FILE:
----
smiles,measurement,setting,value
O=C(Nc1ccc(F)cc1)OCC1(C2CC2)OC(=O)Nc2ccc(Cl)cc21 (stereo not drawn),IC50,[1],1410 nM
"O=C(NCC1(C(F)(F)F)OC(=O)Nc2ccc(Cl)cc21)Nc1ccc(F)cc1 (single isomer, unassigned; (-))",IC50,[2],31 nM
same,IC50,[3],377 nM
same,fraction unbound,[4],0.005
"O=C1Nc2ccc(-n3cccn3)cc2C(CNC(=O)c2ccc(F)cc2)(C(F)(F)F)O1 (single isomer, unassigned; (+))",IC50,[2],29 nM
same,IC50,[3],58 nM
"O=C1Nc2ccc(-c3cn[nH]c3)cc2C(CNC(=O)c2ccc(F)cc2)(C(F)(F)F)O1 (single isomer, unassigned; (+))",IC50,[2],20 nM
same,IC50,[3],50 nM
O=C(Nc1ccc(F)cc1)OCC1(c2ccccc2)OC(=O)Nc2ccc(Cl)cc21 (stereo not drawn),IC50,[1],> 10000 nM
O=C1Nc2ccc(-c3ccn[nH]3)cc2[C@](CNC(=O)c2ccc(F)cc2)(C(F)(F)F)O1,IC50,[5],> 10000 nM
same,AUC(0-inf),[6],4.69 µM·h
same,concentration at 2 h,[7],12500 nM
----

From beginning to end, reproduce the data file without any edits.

smiles,measurement,setting,value
O=C(Nc1ccc(F)cc1)OCC1(C2CC2)OC(=O)Nc2ccc(Cl)cc21 (stereo not drawn),IC50,[1],1410 nM
"O=C(NCC1(C(F)(F)F)OC(=O)Nc2ccc(Cl)cc21)Nc1ccc(F)cc1 (single isomer, unassigned; (-))",IC50,[2],31 nM
same,IC50,[3],377 nM
same,fraction unbound,[4],0.005
"O=C1Nc2ccc(-n3cccn3)cc2C(CNC(=O)c2ccc(F)cc2)(C(F)(F)F)O1 (single isomer, unassigned; (+))",IC50,[2],29 nM
same,IC50,[3],58 nM
"O=C1Nc2ccc(-c3cn[nH]c3)cc2C(CNC(=O)c2ccc(F)cc2)(C(F)(F)F)O1 (single isomer, unassigned; (+))",IC50,[2],20 nM
same,IC50,[3],50 nM
O=C(Nc1ccc(F)cc1)OCC1(c2ccccc2)OC(=O)Nc2ccc(Cl)cc21 (stereo not drawn),IC50,[1],> 10000 nM
O=C1Nc2ccc(-c3ccn[nH]3)cc2[C@](CNC(=O)c2ccc(F)cc2)(C(F)(F)F)O1,IC50,[5],> 10000 nM
same,AUC(0-inf),[6],4.69 µM·h
same,concentration at 2 h,[7],12500 nM